Scott Morrison is in hot water over an “unprecedented” phone call to his former neighbour, the NSW Police Commissioner, for a briefing on a fraud probe linked to one of his own ministers – with Malcolm Turnbull declaring the call “not one I would have made.”
Former prime minister Malcolm Turnbull warned the government needed to be very careful not to raise concerns that political influence was being brought to bear on the investigation.
“It is always critically important in any police inquiry, particularly something that involves a politician, that the police are and are seen to be acting entirely free of political influence,” Mr Turnbull said.
“Now, I’m sure the call the Prime Minister made to the NSW Police Commissioner was innocuous but it would have been much better had it not been made. Because it is vitally important that that inquiry, that is being conducted by the NSW Police, like every inquiry they undertake, is seen to be conducted entirely free of political influence.”
“It is a call – being blunt about it – it is a call I would not have made.”
After speaking to the police chief on Tuesday night, Mr Morrison announced he would take “no action” to stand aside Mr Taylor despite a police probe into whether the energy minister’s office sent fake financial records to Sydney’s Daily Telegraph for a hit job on Lord Mayor Clover Moore.
The NSW Police Commissioner Mick Fuller has previously discussed his special relationship with the Prime Minister and his family. The pair were once neighbours with Mr Morrison taking in the police chief’s bins out on bin day.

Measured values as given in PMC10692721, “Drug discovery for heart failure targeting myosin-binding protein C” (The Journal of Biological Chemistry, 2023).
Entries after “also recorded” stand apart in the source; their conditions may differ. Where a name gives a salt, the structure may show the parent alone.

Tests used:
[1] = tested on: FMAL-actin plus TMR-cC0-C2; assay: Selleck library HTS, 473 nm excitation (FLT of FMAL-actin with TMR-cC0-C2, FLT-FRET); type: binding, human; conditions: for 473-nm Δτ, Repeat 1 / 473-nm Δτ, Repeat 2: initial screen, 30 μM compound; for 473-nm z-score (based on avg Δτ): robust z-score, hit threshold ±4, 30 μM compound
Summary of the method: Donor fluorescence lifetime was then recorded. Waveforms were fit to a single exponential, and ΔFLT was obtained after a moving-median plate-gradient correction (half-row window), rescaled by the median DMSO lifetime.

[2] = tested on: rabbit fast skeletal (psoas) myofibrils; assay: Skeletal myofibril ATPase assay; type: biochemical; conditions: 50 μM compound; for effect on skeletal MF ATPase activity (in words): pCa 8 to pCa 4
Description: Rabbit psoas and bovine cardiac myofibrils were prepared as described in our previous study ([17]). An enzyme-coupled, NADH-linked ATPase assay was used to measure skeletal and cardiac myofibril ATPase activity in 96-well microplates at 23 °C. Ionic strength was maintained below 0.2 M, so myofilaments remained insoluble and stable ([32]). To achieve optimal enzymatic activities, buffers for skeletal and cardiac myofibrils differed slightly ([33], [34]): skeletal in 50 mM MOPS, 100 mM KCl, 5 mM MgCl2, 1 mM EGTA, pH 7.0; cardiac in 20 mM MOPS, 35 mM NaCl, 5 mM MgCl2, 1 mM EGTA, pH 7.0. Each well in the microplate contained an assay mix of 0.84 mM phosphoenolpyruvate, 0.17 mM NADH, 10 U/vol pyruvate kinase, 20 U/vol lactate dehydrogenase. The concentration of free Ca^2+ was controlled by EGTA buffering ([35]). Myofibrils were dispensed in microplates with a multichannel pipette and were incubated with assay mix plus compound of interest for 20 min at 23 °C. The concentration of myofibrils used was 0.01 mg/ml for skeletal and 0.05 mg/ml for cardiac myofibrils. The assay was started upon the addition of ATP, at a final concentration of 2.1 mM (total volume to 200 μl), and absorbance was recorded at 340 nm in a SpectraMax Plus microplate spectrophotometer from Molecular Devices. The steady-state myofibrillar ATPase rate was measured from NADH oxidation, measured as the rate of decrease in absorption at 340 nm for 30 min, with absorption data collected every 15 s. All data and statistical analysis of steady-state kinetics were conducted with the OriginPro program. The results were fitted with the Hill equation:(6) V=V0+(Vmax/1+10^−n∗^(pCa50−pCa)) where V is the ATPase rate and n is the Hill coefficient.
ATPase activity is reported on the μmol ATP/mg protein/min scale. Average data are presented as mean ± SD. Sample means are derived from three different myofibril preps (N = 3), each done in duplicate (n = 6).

“He was the Treasurer at the time,” he said.
“He did tell me recently that he’s the Prime Minister now, and that should be Josh Frydenberg’s job, but he won’t take my calls! No, he’s a neighbour of mine and I do wish him well, he was a very good neighbour.”
Mr Morrison rang his former neighbour on Tuesday night for a briefing on a police probe into Energy Minister Angus Taylor’s office and the ‘doctored documents’ saga amid calls for him to stand the minister aside.
Mr Morrison told Parliament he had spoken to the NSW Police Commissioner, who confirmed the investigation was based purely on allegations referred to them last month by Labor frontbencher Mark Dreyfus.
“Based on the information provided to me by the commissioner, I consider there is no action required by me,” Mr Morrison said.
“The NSW Police should now be left to lead their inquiries, which will be considered upon their completion.”